For clarity, let’s define “evil” as “the willful abuse of other humans.”
By this definition, any person or persons who purposely manipulate other humans to their own ends – anything from tricking them into a bad business deal to extorting money from them to murdering them – are engaging in evil.
From television, politicians, and endless “authorities,” we learn that evil is pre-eminent. God may be supremely powerful, but he’s powerful somewhere far away; Satan is powerful here. We can slide into evil with ease, but being good is difficult. Western man is convinced that darkness is stronger than light, whether he defines it in religious terms or secular terms. Crippled America: How ... Best Price: $1.48 Buy New $8.97 (as of 03:40 EST - Details)
The fear-sellers, we must admit, have won the day.
This primacy of fear and darkness is necessary to the authority of course; without it, how would we be driven into their arms?
So, when someone comes along and calls evil a weakling, we think they’re a bit crazy, and maybe we worry that the devil might notice and chop them down.
Carrying such fears around every day, people seldom realize that evil is weak. And not weak temporarily or in a certain situation, but fundamentally weak. Here’s why: Evil does not produce.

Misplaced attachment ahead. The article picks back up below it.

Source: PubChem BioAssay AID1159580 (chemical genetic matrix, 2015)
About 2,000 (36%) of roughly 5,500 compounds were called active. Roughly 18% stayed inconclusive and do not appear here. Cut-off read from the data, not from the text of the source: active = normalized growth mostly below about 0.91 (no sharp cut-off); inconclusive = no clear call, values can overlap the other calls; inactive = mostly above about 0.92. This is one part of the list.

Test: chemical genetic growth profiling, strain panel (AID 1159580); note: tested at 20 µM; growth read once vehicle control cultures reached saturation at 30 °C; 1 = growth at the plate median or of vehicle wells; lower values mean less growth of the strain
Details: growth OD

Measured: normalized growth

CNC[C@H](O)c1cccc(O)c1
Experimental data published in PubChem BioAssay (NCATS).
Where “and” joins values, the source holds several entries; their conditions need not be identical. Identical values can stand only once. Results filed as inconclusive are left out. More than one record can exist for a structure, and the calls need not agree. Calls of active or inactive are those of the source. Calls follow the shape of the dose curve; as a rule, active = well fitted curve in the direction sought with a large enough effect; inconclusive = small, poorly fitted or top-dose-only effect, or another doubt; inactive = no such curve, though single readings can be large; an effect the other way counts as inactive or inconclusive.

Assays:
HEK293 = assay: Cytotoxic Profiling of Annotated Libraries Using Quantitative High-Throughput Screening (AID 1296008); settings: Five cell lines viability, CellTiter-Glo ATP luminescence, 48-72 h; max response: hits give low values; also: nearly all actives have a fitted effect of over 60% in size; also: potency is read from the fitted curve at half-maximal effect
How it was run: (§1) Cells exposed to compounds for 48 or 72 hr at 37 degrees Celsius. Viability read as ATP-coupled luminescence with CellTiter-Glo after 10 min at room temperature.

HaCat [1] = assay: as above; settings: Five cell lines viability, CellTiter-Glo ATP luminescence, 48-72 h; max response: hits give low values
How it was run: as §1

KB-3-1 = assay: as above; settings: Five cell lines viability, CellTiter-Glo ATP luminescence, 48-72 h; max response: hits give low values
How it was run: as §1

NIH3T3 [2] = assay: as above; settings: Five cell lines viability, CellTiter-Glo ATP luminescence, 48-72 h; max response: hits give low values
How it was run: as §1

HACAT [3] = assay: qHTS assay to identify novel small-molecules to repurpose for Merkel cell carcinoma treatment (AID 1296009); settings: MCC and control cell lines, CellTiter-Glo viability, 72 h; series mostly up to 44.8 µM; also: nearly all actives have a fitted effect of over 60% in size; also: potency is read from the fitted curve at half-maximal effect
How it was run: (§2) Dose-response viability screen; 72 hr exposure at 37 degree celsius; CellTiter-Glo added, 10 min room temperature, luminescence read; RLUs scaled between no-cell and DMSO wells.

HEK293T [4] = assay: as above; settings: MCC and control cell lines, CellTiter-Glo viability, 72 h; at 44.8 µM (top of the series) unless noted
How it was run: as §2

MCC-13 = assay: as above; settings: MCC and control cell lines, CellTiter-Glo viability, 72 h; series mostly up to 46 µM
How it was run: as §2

Armed robbery is a good example of evil, and it is clearly contrary to production; we could almost define it as “anti-production.”
Evil is massively wasteful: it burns crops, it breaks down bridges, it steals important, useful assets, and it kills people. Evil, therefore, must take advantage of healthy and effective life if it is to prosper. Trump: The Art of the ... Best Price: $5.63 Buy New $8.22 (as of 10:41 EST - Details)
Genghis Kahn had to get his arrows, horses, and shields from somewhere, and he didn’t produce them himself. Likewise for Mao and Stalin and Tamerlane and the rest. One way or another, they required basically decent people to produce for them. Regardless of whether these producers were tricked or intimidated, it was they who armed evil; evil didn’t arm itself.
And this brings us to one of the great, simple truths of our times:
If goodness ever stops allowing evil to take advantage of it, evil is simply finished.
The good don’t need the evil, but the evil are fully dependent on the good.
It is the good (or at least the basically productive) who permit evil to continue. These decent people are laboring under fears and flawed ideas of course, but without their acquiescence, evil could accomplish very little. And this is massively good news: Evil is vulnerable… deeply vulnerable.